Knowing how intelligent you are is a great question many people are curious about. Knowing your IQ is the same level as Einstein’s sounds alluring, isn’t it?
Not only intelligence type tests are to satisfy one’s curiosity, but they also serve as a great tool to know more about yourself and your suitable career aspirations.
In this blog, we will introduce you to different intelligence type tests and where you can do them.
- What is an Intelligent Type Test?
- The 8 Types of Intelligence Test (Free)
- Other Intelligence Type Tests
- Key Takeaways
- Frequently Asked Questions
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What is an Intelligent Type Test?
An intelligence type is a way to categorise different dimensions or domains of cognitive abilities and mental processes, like linguistic vs spatial skills or fluid vs crystallised reasoning. There is no universal agreement on a single model. Some common ones include:
- Gardner’s Theory of Multiple Intelligences – Psychologist Howard Gardner proposed there are several relatively independent types of intelligence including linguistic, logical-mathematical, spatial, bodily-kinesthetic, musical, interpersonal, intrapersonal, and naturalist.
- Crystallised vs Fluid Intelligence – Crystallised intelligence is knowledge-based and includes skills like reading, writing, and articulating ideas. Fluid intelligence refers to the ability to reason and solve problems using novel approaches.
- Emotional Intelligence (EI) – EI refers to the ability to recognise, understand, and manage emotions and relationships. It involves skills like empathy, self-awareness, motivation, and social skills.
- Narrow vs Broad Intelligences – Narrow intelligences refer to specific cognitive abilities like verbal or spatial abilities. Broad intelligences incorporate multiple narrow intelligences and are generally measured by standardized IQ tests.
- Analytical vs Creative Intelligence – Analytical intelligence involves logical reasoning, identifying patterns, and solving well-defined problems. Creative intelligence refers to coming up with novel, adaptive ideas and solutions.
Everyone has a unique mix of these intelligence types, with specific strengths and weaknesses. Tests measure these areas to see how we’re smart in different ways.
The 8 Types of Intelligence Test (Free)
Gardner argued traditional IQ tests only measure linguistic and logical abilities, but not the full range of intelligence.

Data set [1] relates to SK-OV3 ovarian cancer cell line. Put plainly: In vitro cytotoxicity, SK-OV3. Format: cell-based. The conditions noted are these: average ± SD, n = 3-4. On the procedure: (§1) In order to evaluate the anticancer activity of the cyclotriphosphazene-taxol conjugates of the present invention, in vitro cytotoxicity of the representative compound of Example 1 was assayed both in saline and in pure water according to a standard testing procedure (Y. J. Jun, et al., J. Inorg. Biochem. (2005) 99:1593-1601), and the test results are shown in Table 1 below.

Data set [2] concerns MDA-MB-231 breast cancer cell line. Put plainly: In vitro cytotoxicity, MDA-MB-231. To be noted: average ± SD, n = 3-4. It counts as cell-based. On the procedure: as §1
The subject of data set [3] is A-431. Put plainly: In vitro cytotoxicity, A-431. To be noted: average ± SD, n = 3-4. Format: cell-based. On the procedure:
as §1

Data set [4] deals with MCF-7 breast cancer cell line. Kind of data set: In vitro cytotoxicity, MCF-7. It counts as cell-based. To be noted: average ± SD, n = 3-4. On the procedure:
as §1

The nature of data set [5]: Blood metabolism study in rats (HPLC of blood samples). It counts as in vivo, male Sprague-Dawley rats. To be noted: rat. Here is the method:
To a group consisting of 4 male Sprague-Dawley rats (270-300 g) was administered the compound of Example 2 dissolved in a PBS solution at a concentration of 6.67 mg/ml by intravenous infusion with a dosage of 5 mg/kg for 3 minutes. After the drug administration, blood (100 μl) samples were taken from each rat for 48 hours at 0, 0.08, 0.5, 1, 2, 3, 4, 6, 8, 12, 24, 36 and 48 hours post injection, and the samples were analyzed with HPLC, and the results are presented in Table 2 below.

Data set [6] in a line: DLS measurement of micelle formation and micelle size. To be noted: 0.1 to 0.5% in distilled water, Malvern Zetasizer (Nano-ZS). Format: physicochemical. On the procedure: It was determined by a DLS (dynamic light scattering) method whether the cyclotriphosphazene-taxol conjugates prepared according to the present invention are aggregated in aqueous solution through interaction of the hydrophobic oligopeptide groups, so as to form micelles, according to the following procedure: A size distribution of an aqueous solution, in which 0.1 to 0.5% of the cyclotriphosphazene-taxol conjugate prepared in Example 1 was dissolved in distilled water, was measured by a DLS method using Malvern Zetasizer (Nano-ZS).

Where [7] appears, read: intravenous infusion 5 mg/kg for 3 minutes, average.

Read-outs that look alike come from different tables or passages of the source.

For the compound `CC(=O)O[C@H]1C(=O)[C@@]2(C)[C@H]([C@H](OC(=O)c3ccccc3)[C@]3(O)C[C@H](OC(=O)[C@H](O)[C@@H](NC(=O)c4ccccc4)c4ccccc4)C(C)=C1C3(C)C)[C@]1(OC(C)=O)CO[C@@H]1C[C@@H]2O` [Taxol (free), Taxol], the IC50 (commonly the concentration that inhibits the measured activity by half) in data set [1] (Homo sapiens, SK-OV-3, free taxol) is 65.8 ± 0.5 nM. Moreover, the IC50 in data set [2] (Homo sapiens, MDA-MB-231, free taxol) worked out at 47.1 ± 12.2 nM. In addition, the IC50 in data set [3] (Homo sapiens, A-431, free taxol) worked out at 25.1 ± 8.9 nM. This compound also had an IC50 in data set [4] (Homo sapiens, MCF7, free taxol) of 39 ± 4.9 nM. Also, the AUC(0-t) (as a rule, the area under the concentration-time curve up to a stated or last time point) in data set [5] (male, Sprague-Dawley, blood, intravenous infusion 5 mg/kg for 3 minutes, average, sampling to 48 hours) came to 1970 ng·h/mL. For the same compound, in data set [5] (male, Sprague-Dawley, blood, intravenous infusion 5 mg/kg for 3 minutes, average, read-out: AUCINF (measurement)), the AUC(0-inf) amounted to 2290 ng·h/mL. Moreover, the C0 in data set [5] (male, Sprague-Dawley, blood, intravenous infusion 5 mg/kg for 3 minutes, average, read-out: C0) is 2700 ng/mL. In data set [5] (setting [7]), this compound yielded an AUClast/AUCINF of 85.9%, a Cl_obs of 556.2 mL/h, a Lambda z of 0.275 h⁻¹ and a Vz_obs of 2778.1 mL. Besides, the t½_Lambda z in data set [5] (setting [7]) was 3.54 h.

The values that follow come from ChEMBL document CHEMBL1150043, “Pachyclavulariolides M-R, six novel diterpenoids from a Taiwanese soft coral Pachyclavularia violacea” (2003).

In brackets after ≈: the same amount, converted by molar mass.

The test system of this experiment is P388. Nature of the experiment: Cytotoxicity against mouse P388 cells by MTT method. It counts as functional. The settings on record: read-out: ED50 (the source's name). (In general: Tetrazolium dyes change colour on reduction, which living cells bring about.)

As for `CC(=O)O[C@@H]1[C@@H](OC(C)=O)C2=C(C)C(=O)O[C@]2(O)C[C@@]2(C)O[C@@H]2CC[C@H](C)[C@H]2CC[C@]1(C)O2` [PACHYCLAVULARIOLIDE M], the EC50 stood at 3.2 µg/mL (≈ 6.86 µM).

His theory helped shift views of intelligence away from the standard IQ view toward a broader, less rigid definition recognising multiple dimensions.
According to him, there are at least 8 types of intelligence, including:
#1. Verbal/Linguistic Intelligence
Linguistic intelligence refers to an individual’s ability to use language effectively, both in written and spoken forms.
Those with strong linguistic intelligence typically have highly developed reading, writing, speaking and storytelling skills.
They often think in words and can express complex and abstract ideas eloquently through speech and writing.
Careers that suit linguistic intelligence include writers, poets, journalists, lawyers, speakers, politicians, and teachers.
#2. Logical/Mathematical Intelligence
Logical/mathematical intelligence is the ability to use logic, numbers, and abstractions to solve problems and identify patterns.
It involves high reasoning skills and the capacity for deductive and inductive thinking.
Mathematics, logic puzzles, codes, scientific reasoning and experimentation come naturally to them.
Careers that require and play to this intelligence include scientists, mathematicians, engineers, computer programmers, and statisticians.
#3. Visual/Spatial Intelligence
Visual/spatial intelligence refers to the ability to visualise things and imagine how things fit together spatially.
It involves sensitivity to colour, line, shape, form, space and the relationships between elements.
They can visualise accurately and mentally manipulate 2D/3D representations.
Careers suited to this intelligence are architecture, interior design, engineering, scientific research, art, and navigation.
#4. Musical Intelligence
Musical intelligence refers to the capacity to recognise and compose musical pitches, tones, and rhythms.
It involves sensitivity to the pitch, rhythm, timbre and emotion in music.
They have a good sense of melody, beat and harmony even without formal training.